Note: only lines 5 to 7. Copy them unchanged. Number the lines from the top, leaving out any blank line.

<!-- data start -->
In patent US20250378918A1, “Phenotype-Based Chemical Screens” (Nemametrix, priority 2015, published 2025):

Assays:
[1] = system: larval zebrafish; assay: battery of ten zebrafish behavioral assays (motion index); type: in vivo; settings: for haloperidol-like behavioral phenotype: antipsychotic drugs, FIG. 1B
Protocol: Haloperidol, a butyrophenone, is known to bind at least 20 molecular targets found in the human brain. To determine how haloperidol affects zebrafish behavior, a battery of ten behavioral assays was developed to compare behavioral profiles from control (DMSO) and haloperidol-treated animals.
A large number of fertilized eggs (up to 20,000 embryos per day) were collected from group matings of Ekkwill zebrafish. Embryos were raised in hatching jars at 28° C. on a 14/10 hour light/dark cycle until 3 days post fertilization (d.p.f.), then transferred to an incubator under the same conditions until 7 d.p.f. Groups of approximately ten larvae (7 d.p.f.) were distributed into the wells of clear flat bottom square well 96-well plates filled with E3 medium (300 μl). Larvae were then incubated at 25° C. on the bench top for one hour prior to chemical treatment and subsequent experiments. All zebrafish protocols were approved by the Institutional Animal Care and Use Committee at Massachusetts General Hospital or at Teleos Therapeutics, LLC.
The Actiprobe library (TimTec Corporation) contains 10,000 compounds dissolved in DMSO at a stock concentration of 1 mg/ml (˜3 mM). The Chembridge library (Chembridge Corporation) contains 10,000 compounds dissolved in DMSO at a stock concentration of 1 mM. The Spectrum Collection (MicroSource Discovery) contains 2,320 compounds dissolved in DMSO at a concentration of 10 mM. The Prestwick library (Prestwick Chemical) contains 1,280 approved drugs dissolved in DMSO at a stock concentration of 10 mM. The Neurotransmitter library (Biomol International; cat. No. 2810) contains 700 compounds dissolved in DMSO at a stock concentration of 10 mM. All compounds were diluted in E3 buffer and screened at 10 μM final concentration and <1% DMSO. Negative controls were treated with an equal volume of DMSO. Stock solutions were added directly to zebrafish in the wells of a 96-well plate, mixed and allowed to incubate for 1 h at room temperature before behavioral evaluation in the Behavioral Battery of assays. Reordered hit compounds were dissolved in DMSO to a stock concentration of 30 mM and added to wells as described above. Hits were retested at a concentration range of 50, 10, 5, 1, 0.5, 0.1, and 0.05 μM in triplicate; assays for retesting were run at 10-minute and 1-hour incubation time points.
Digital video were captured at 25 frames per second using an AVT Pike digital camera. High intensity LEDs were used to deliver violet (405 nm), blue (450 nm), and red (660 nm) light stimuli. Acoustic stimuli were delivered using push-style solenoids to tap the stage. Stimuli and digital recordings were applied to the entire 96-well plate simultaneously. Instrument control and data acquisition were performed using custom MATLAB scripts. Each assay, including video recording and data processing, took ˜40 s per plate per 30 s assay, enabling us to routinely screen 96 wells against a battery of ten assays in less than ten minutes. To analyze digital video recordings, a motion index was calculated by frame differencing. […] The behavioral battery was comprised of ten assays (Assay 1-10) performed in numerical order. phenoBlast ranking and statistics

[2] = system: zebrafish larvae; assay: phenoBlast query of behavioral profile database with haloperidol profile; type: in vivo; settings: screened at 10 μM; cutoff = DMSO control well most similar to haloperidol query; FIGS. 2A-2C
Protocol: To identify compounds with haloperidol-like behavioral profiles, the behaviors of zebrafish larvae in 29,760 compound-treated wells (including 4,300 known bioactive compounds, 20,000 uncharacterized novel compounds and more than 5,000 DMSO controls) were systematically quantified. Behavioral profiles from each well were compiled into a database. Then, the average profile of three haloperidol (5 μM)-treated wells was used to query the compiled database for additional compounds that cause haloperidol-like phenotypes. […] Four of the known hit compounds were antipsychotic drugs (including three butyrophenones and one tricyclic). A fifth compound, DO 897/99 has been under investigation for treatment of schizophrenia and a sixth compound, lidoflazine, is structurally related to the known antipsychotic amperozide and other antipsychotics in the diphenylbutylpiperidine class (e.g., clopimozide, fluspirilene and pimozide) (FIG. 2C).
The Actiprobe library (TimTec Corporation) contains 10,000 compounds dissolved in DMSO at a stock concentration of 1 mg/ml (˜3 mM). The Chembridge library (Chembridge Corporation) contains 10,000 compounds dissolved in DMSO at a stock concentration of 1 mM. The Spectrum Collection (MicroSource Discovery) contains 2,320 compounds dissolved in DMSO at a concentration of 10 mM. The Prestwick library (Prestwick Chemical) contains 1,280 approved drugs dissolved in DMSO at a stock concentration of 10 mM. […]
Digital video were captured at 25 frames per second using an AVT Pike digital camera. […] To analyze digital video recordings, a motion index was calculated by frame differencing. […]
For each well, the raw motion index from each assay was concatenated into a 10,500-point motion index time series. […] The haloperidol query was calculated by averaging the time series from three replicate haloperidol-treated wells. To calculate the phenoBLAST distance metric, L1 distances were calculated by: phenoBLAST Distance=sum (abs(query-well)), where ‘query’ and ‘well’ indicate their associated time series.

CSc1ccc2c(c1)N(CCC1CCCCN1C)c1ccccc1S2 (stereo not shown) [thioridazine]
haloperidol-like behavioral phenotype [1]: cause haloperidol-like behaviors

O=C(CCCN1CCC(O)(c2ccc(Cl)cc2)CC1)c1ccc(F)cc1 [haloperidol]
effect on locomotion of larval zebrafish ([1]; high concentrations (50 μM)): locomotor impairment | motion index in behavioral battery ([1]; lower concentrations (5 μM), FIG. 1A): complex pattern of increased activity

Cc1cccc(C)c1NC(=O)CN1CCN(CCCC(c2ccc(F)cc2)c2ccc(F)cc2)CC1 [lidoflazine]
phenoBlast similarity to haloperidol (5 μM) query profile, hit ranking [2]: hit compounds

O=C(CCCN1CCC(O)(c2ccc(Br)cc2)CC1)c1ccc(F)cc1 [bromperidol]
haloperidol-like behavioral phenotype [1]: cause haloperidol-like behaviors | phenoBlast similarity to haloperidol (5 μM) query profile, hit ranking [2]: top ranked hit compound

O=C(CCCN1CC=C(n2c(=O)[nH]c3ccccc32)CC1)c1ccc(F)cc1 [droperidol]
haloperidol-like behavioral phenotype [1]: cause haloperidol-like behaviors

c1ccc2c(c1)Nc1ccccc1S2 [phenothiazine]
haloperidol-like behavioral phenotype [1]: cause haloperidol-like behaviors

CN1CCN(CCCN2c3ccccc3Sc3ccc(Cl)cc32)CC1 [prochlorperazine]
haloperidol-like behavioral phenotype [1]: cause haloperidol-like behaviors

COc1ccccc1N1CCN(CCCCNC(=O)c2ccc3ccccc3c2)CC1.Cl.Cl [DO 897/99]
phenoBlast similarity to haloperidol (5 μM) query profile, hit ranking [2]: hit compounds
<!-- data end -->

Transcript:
A large number of fertilized eggs (up to 20,000 embryos per day) were collected from group matings of Ekkwill zebrafish. Embryos were raised in hatching jars at 28° C. on a 14/10 hour light/dark cycle until 3 days post fertilization (d.p.f.), then transferred to an incubator under the same conditions until 7 d.p.f. Groups of approximately ten larvae (7 d.p.f.) were distributed into the wells of clear flat bottom square well 96-well plates filled with E3 medium (300 μl). Larvae were then incubated at 25° C. on the bench top for one hour prior to chemical treatment and subsequent experiments. All zebrafish protocols were approved by the Institutional Animal Care and Use Committee at Massachusetts General Hospital or at Teleos Therapeutics, LLC.
The Actiprobe library (TimTec Corporation) contains 10,000 compounds dissolved in DMSO at a stock concentration of 1 mg/ml (˜3 mM). The Chembridge library (Chembridge Corporation) contains 10,000 compounds dissolved in DMSO at a stock concentration of 1 mM. The Spectrum Collection (MicroSource Discovery) contains 2,320 compounds dissolved in DMSO at a concentration of 10 mM. The Prestwick library (Prestwick Chemical) contains 1,280 approved drugs dissolved in DMSO at a stock concentration of 10 mM. The Neurotransmitter library (Biomol International; cat. No. 2810) contains 700 compounds dissolved in DMSO at a stock concentration of 10 mM. All compounds were diluted in E3 buffer and screened at 10 μM final concentration and <1% DMSO. Negative controls were treated with an equal volume of DMSO. Stock solutions were added directly to zebrafish in the wells of a 96-well plate, mixed and allowed to incubate for 1 h at room temperature before behavioral evaluation in the Behavioral Battery of assays. Reordered hit compounds were dissolved in DMSO to a stock concentration of 30 mM and added to wells as described above. Hits were retested at a concentration range of 50, 10, 5, 1, 0.5, 0.1, and 0.05 μM in triplicate; assays for retesting were run at 10-minute and 1-hour incubation time points.
Digital video were captured at 25 frames per second using an AVT Pike digital camera. High intensity LEDs were used to deliver violet (405 nm), blue (450 nm), and red (660 nm) light stimuli. Acoustic stimuli were delivered using push-style solenoids to tap the stage. Stimuli and digital recordings were applied to the entire 96-well plate simultaneously. Instrument control and data acquisition were performed using custom MATLAB scripts. Each assay, including video recording and data processing, took ˜40 s per plate per 30 s assay, enabling us to routinely screen 96 wells against a battery of ten assays in less than ten minutes. To analyze digital video recordings, a motion index was calculated by frame differencing. […] The behavioral battery was comprised of ten assays (Assay 1-10) performed in numerical order. phenoBlast ranking and statistics